The Safest Way to Sterilize Baby Bottles Sterilizing baby bottles


When you’re stumbling out of bed at 3 a.m., the last thing you want to worry about is whether your baby’s bottle is clean.

I’ve been in the unfortunate situation of desperately needing to feed the baby in the middle of the night. Trust me, in the midst of tears and tantrums, you don’t want to reach into the cupboard and find that — horror of horrors — there are no clean bottles left.

If you’re new to parenting, you’ll want to make sure you always have a stockpile of clean bottles on hand. Here’s how to sterilize them.

You’re probably wondering, do we need to sterilize baby bottles anymore?

The answer is usually no. Sterilizing baby bottles used to be a bigger concern for doctors than it is now. Luckily, in the United States, sanitation and water quality have improved.

Parents also aren’t only relying on powdered formula, but using different options for feeding baby. For these reasons, you don’t need to sterilize bottles every day.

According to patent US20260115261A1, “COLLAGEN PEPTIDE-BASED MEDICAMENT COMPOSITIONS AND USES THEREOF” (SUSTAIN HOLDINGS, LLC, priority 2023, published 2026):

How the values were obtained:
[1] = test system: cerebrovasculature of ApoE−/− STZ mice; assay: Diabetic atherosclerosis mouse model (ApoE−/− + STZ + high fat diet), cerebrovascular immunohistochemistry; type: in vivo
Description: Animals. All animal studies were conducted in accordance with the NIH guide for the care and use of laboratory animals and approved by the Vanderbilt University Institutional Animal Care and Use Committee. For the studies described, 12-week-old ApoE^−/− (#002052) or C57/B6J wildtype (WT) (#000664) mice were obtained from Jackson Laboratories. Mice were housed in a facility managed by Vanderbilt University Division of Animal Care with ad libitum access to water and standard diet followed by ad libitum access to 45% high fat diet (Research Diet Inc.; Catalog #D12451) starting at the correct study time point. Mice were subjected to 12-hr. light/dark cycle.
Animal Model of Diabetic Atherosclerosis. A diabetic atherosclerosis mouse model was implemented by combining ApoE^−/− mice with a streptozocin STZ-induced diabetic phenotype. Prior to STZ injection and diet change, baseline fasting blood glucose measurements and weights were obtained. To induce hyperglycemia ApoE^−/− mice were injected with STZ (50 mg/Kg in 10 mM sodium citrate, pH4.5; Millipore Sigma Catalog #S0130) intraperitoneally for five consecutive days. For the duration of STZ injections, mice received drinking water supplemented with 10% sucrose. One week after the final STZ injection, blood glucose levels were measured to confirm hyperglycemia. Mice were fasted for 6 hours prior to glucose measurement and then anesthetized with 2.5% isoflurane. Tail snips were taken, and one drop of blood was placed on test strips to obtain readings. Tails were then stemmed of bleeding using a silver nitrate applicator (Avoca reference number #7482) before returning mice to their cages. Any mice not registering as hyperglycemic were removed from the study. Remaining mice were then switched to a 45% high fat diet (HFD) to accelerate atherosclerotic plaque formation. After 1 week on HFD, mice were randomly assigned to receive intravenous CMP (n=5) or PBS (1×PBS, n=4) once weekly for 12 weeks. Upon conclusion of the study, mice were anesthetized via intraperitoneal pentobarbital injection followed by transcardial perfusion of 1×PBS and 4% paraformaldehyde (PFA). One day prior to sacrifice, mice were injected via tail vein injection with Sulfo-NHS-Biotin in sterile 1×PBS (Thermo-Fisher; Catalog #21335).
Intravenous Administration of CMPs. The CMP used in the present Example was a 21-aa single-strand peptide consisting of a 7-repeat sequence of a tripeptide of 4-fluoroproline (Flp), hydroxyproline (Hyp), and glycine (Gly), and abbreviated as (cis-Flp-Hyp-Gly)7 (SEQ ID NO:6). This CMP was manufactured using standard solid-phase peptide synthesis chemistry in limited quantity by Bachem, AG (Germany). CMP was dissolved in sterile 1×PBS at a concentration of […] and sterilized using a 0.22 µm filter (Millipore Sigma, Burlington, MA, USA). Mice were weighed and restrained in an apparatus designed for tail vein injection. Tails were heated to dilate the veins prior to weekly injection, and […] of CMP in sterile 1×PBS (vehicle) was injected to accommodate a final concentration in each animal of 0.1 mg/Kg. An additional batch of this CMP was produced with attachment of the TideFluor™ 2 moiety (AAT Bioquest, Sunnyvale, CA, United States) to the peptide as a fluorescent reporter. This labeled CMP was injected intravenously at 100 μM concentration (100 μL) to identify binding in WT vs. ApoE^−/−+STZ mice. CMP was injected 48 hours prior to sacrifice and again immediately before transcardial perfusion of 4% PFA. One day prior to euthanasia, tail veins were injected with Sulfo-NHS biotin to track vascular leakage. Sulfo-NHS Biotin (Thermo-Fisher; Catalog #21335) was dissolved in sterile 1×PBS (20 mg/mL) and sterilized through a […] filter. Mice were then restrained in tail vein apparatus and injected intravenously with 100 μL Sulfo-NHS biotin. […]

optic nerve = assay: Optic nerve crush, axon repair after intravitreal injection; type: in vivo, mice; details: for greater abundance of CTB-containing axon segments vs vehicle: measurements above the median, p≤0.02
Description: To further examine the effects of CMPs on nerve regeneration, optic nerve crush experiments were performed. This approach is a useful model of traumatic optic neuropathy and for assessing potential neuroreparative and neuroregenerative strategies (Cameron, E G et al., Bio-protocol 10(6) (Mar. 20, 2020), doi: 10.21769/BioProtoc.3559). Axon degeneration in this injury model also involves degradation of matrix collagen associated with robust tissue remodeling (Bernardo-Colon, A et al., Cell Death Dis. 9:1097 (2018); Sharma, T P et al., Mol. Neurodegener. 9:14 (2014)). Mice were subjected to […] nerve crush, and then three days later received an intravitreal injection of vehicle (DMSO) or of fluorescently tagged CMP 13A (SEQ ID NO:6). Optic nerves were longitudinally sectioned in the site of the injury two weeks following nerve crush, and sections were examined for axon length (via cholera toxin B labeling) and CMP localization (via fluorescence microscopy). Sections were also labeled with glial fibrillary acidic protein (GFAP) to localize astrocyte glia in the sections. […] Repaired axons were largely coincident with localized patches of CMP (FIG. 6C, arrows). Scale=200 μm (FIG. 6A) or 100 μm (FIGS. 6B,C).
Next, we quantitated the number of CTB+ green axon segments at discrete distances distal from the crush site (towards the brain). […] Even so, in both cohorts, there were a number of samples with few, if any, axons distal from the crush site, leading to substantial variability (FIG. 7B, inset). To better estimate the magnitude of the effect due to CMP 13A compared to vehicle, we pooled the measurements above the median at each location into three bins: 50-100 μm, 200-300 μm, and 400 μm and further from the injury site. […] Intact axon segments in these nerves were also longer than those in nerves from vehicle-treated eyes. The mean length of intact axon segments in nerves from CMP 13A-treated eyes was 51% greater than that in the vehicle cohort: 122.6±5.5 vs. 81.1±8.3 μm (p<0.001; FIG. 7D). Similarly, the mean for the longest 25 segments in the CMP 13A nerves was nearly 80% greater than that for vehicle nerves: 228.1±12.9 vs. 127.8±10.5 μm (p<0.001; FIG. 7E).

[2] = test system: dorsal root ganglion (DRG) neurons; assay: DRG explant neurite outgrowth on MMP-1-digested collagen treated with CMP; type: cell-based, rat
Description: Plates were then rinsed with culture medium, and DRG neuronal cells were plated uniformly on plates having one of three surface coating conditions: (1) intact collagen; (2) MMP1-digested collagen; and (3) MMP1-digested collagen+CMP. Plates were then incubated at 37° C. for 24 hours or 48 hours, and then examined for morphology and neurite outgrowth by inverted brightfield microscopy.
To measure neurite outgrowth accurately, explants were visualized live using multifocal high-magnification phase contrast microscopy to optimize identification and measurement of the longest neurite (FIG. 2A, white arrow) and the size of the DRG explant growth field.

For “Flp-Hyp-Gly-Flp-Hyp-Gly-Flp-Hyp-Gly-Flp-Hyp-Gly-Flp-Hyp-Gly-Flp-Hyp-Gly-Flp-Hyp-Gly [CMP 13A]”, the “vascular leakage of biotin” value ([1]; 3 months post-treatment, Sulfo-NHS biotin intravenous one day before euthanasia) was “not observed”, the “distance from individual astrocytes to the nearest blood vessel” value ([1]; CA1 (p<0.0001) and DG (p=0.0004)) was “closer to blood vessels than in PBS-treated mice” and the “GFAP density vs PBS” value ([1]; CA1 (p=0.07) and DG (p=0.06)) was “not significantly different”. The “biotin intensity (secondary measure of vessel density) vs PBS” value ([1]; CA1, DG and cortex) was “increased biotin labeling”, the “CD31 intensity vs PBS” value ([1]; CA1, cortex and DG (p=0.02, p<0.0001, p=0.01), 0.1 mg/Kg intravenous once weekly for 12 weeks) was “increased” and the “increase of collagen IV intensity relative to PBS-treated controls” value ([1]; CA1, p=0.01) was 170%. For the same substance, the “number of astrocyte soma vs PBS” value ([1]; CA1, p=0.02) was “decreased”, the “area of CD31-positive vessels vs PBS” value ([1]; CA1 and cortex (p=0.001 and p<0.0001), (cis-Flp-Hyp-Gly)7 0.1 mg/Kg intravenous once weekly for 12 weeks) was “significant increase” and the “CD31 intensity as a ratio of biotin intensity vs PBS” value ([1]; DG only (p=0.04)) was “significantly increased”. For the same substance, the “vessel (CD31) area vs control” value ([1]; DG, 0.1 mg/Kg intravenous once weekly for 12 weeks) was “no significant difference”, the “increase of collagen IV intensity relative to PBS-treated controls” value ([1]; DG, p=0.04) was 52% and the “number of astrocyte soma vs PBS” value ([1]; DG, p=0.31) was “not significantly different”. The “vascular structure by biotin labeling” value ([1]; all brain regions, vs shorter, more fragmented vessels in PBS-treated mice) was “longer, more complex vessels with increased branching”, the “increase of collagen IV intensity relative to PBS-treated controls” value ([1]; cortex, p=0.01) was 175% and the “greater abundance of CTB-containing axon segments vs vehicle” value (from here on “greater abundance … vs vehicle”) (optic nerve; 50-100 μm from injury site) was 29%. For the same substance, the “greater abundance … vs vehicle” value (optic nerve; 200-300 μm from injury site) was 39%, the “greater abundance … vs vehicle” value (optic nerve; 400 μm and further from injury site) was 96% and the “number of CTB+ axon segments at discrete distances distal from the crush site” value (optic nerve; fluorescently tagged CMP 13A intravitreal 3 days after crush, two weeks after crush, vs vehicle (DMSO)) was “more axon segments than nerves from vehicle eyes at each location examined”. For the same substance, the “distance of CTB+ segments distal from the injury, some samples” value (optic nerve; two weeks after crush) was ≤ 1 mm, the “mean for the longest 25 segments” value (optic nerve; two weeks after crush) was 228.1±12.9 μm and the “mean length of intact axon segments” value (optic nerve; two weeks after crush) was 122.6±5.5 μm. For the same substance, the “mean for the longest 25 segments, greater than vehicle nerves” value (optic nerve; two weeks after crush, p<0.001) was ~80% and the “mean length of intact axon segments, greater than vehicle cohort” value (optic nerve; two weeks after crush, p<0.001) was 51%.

That being said, some babies may be at higher risk, and baby bottles are still a potential source of contamination. It’s important to make sure you are doing everything you can to keep all feeding supplies clean.

Here are a few rules to follow.

1. Wash your hands

Always wash your hands before feeding your baby or getting a bottle ready. And don’t forget to wash up after diaper changes.

2. Keep nipples clean

No, we’re not talking about breastfeeding here. Baby bottle nipples are a major source of germ contamination. Regularly inspect nipples for cracks or tears. Dispose of any that are damaged.

To clean baby nipples, scrub them in hot, soapy water, then rinse. You can also boil the nipples for 5 minutes in water to sterilize them. But simple hot water and soap should be enough to get them clean.

3. Wash supplies

Don’t forget to clean the top of the formula container. Just think how many hands have touched that thing! You’ll also want to regularly wipe down the area where you fix the bottles. Clean any spoons and the storage containers where you stash baby supplies.

4. Transport safely

Safely storing and transporting formula and breast milk might be the most important thing you can do to reduce your baby’s risk of drinking from a dirty bottle.

Make sure all formula and breast milk is properly stored, transported in a cooler, and disposed of safely. No reusing formula or refreezing that milk, people!